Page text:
Gertrude Tesar is a Secondary Social Studies Teacher in North Huntingdon Pennsylvania. She has been teaching ninth grade United States and Pennsylvania history at Norwin High School for the past two years. Her classes cover the period from 1840 to 1920 including the transatlantic slave trade, slavery in the United States, and the treatment of Native American groups during western expansion. Gertrude graduated from Saint Vincent College in 2021 with a B.A. in History and her Social Studies teaching certification. Her undergraduate research and senior thesis focused on the human rights abuses committed against Indigenous groups in Canada including residential schools and involuntary sterilization. She is interested in expanding her understanding of best practices in teaching difficult topics, trauma informed teaching, and helping students engage with historical topics.
Whitney Threinen is a high school English Language Arts teacher in Byron, Minnesota. She graduated from McKendree University (Lebanon, Illinois) with a teaching certification and a BA in English in 2008, and has spent the last 15 years teaching high school in southeast Minnesota. Whitney earned her Masters in Literature in 2014 from Winona State University, and she has previously attended an NEH summer seminar at the University of California at Santa Cruz which focused on Charles Dickens. Whitney enjoys teaching a variety of courses, including British Literature, Science Fiction, and 9th grade English, which is where she will be applying the knowledge gained from the work of this year's Holocaust and Genocide Institute.
Alyssa Walsh is currently a Grade 7 Social Studies teacher at Barnstable Intermediate School in Hyannis, Massachusetts. Over the past 12 years, she has taught grades 5, 6, and 7 Social Studies and spent 2 years as a middle school athletic director. Alyssa earned her BA in History at Saint Michael's College in 2011 and MA in Teaching History from Bridgewater State University in 2018. Alyssa currently teaches an Ancient Civilizations curriculum with modern history and current event connections including the Holocaust and other genocides. She looks forward to developing a wider depth of knowledge at the Summer Institute and applying her learning in the classroom during the upcoming 2023-2024 school year.
Lori Woods is Freshman World History and Dual Enrollment Instructor for History of Western Civilization at Danville High School in Danville, Illinois and an instructor for the University of Illinois Principal Scholars Program. Lori is a graduate of Purdue University with a B.A. and M.A. in History. Besides continuing education institutes through Gilder Lehrman and other universities, she is an accredited National WWII Master Teacher from the National WWII Museum in New Orleans. Lori sponsors the Future Problem Solvers Program at Danville High which has placed in the top three for Community Problem Solving at the International Finals multiple times. Team projects include a joint project with Moriah College in Sydney, Australia addressing the global need to end the stigma of mental health. Lori has coached several students and three teams to the middle school National History Bee finals and multiple state ranked Scholastic Bowl teams.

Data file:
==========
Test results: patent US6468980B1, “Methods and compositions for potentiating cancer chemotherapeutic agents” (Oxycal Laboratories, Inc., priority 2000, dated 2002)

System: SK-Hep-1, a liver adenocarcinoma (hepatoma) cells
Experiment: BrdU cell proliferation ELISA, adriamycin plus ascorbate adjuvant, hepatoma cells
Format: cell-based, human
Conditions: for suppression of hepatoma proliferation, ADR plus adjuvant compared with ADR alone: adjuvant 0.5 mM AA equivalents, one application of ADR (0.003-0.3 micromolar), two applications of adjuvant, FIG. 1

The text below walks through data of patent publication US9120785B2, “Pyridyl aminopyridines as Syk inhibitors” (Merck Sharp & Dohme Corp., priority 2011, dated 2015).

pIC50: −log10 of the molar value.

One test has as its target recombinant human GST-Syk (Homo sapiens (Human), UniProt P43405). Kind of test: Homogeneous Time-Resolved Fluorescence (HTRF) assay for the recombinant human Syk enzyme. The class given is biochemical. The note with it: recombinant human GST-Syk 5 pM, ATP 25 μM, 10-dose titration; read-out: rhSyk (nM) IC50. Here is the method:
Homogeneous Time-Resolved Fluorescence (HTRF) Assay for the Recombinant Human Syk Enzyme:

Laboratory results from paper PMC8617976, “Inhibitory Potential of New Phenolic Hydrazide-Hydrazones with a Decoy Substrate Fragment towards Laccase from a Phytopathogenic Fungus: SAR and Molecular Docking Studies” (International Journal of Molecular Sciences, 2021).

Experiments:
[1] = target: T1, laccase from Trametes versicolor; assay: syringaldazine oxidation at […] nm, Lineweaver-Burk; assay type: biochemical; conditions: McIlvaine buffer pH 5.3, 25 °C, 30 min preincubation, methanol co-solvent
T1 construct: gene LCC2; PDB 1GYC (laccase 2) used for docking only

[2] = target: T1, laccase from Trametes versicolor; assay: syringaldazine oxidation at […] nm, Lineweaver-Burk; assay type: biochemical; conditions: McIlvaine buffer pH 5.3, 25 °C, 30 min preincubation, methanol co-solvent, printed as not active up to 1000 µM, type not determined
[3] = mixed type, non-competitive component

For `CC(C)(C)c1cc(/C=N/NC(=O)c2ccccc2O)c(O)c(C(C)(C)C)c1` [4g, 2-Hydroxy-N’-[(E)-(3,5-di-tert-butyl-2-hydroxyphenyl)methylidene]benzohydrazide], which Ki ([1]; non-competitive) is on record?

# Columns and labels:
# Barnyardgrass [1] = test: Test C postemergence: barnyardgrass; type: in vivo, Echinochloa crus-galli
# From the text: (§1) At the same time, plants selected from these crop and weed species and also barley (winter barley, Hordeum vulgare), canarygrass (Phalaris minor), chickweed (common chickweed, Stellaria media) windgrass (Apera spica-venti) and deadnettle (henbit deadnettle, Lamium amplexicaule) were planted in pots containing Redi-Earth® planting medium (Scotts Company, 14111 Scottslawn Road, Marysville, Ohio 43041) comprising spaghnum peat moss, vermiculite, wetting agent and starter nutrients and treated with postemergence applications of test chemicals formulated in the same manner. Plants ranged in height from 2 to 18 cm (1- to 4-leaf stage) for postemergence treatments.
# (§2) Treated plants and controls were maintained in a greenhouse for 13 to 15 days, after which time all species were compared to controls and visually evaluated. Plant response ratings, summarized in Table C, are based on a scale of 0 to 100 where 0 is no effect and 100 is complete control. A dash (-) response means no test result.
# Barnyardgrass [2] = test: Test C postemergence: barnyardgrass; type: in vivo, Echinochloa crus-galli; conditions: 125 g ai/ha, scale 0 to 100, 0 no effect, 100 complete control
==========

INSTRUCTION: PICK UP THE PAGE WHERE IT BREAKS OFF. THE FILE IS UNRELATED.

Jessica Yablow has been a Special Education teacher for the past twenty years. She is also a mentor teacher, team leader and runs a program for children with special needs at her local temple. She holds three masters degrees in literacy, behavioral analysis and school administration. Her areas of educational interests are teaching about neurodiversity, the science of reading and the importance of early intervention.
Becki Zanardi taught middle and high school English for 28 years before retiring from the traditional classroom after the 2022 school year. In that setting, she taught Holocaust literature for 14 years including The Diary of Anne Frank and Night. She was appointed a United States Holocaust Memorial Museum Teacher Fellow for 2018-2019. She earned an MA in Holocaust and Genocide Studies in 2021. Becki presently serves as an instructor for the Nebraska Institute for Holocaust Education’s “Searching for Humanity” programs. In addition, she is a trainer and facilitator for the traveling exhibit program for the Anne Frank Center of the University of South Carolina-Columbia.
Where are our Educators in Residence coming from?
Our 30 Educators in Residence join us from all over the country, representing 15 different states.
This Institute has been made possible in part by a major grant from the National Endowment for the Humanities: Democracy demands wisdom. The Institute is being hosted by the Holocaust, Genocide and Human Rights Education Initiative at Penn State. Any views, findings, conclusions, or recommendations expressed in this Institute do not necessarily represent those of the National Endowment for the Humanities.